Pierre Morel’s Taken is, quite simply, the best film of the new year; a delightful, laugh-filled riot that not only channels the dying embers of the Bush administration and its extra-legal tactics of combating terror, but also works as a supreme, guilt-free entertainment. As such, it’s one of the most tightly focused, obsessively single-minded action movies in ages; the kind of picture that dispenses with logic, good sense, and any semblance of story for the sheer thrill of watching subhuman filth meet their maker. Through endlessly available panes of glass, if necessary. And, as generic as the title is, it’s also remarkably apt, conveying in no uncertain terms that this will be a tale of relentless devotion; a man, his daughter, and, if he has anything to say about it, an unapologetically bloody rescue. It’s like Not Without My Daughter and Rambo: First Blood Part II met for dinner and dancing, hooked up in a sleazy motel with John Schlesinger’s Eye for an Eye, and exchanged fluids on a stank-filled mattress while Commando jerked off in the shadows; at last emerging on the other side, a bit weary, only to be drop-kicked and donkey-punched by a fleeing Hardcore. As expected, this is Liam Neeson’s show, and if the movie gods are even remotely kind, they’ll never doubt his abilities again. At long last, he has emerged from oblivion, deserving no less than a standing ovation as the era’s new Bronson. Now, ladies and gentlemen, we can revisit Death Wish.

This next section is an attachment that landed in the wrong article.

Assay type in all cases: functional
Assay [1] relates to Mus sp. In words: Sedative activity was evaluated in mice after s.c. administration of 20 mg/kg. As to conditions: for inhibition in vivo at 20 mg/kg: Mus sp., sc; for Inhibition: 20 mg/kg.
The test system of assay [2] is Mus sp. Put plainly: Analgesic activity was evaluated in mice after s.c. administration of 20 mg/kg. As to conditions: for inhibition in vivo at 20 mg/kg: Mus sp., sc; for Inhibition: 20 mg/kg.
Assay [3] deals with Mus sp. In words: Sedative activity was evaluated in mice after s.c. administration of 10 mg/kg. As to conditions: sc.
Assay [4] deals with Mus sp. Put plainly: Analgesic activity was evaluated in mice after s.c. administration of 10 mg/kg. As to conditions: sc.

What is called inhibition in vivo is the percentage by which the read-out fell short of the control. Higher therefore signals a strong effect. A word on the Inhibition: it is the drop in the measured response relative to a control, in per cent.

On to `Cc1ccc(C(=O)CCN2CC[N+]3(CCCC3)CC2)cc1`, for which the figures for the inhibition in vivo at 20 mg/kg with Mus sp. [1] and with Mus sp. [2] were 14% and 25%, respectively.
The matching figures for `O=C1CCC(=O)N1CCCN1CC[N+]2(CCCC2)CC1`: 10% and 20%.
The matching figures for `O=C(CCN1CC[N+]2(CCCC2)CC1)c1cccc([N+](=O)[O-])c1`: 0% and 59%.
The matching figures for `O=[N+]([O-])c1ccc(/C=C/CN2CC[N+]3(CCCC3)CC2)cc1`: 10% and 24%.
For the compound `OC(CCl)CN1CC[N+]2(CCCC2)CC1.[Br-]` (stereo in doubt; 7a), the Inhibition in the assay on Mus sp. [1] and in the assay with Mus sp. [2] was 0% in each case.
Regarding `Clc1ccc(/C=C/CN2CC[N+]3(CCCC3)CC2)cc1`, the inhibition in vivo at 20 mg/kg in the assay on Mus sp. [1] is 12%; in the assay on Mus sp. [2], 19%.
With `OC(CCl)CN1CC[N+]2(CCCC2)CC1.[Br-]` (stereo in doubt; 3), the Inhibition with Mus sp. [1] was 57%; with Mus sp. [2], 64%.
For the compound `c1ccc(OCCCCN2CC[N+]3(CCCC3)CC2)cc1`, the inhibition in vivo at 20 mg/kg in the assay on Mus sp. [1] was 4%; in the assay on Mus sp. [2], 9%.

Neeson is Bryan Mills, an ex-CIA man who, by his own description, was a “preventer,” which is as good a term as any to describe what no doubt involved a whole lotta killing for king and country. Given his background, he is keenly aware of his surroundings, obsessed with detail, and, to no one’s surprise, has alienated his ex-wife and daughter to the point where he’s reduced to showing up uninvited to his kid’s birthday party. His former wife has found a new man, an obscenely wealthy businessman, though he’s actually a pretty decent guy for a change. Sure, he shows up the real dad by buying his stepdaughter a horse, but at least he’s not cackling like a demon or secretly beating the shit out of anyone. Bryan has moved to Los Angeles to attempt a reconciliation with his daughter, but he’s still on the outside looking in. All of this background detail, necessary though it may be, is merely passing time; an obligatory grind until the madness can be set in motion. First, however, Bryan will be tapped for a one-night security job for a hot young musical talent, earning $2,500 to escort her from the limo to her dressing room, and back again. The sequence appears pointless at first, that is until everything breaks down and some dude with a knife attempts to murder the singer. I’m so glad the celebrity stalker waited until Bryan’s shift to pull this crap. It was the first chuckle of many to come.